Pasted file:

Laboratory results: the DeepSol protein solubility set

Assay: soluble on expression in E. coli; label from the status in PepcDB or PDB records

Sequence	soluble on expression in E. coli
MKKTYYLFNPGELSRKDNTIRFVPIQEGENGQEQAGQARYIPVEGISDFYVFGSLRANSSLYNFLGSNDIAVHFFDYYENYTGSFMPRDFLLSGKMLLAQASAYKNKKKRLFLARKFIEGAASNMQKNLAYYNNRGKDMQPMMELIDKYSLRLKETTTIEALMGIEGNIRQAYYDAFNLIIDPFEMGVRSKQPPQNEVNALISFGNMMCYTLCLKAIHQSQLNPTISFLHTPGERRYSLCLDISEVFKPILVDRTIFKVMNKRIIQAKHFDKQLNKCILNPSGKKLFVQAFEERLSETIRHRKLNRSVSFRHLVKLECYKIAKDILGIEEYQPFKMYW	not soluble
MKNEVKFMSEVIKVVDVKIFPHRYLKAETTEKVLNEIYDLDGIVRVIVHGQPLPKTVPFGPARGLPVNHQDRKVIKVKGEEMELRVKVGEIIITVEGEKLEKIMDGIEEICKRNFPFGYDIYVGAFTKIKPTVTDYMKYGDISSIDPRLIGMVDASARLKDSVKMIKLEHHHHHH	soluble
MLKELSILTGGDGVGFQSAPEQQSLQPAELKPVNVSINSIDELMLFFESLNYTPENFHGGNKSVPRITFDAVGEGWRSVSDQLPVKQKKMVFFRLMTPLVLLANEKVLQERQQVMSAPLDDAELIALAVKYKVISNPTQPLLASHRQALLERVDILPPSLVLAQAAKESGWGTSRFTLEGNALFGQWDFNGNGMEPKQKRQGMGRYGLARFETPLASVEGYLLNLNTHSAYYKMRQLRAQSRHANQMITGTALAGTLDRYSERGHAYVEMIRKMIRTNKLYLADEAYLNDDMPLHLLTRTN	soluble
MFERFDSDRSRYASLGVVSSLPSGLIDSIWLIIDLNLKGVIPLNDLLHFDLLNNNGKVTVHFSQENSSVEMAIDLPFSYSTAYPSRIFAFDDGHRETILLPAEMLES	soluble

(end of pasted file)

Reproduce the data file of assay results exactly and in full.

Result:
Laboratory results: the DeepSol protein solubility set

Assay: soluble on expression in E. coli; label from the status in PepcDB or PDB records

Sequence	soluble on expression in E. coli
MKKTYYLFNPGELSRKDNTIRFVPIQEGENGQEQAGQARYIPVEGISDFYVFGSLRANSSLYNFLGSNDIAVHFFDYYENYTGSFMPRDFLLSGKMLLAQASAYKNKKKRLFLARKFIEGAASNMQKNLAYYNNRGKDMQPMMELIDKYSLRLKETTTIEALMGIEGNIRQAYYDAFNLIIDPFEMGVRSKQPPQNEVNALISFGNMMCYTLCLKAIHQSQLNPTISFLHTPGERRYSLCLDISEVFKPILVDRTIFKVMNKRIIQAKHFDKQLNKCILNPSGKKLFVQAFEERLSETIRHRKLNRSVSFRHLVKLECYKIAKDILGIEEYQPFKMYW	not soluble
MKNEVKFMSEVIKVVDVKIFPHRYLKAETTEKVLNEIYDLDGIVRVIVHGQPLPKTVPFGPARGLPVNHQDRKVIKVKGEEMELRVKVGEIIITVEGEKLEKIMDGIEEICKRNFPFGYDIYVGAFTKIKPTVTDYMKYGDISSIDPRLIGMVDASARLKDSVKMIKLEHHHHHH	soluble
MLKELSILTGGDGVGFQSAPEQQSLQPAELKPVNVSINSIDELMLFFESLNYTPENFHGGNKSVPRITFDAVGEGWRSVSDQLPVKQKKMVFFRLMTPLVLLANEKVLQERQQVMSAPLDDAELIALAVKYKVISNPTQPLLASHRQALLERVDILPPSLVLAQAAKESGWGTSRFTLEGNALFGQWDFNGNGMEPKQKRQGMGRYGLARFETPLASVEGYLLNLNTHSAYYKMRQLRAQSRHANQMITGTALAGTLDRYSERGHAYVEMIRKMIRTNKLYLADEAYLNDDMPLHLLTRTN	soluble
MFERFDSDRSRYASLGVVSSLPSGLIDSIWLIIDLNLKGVIPLNDLLHFDLLNNNGKVTVHFSQENSSVEMAIDLPFSYSTAYPSRIFAFDDGHRETILLPAEMLES	soluble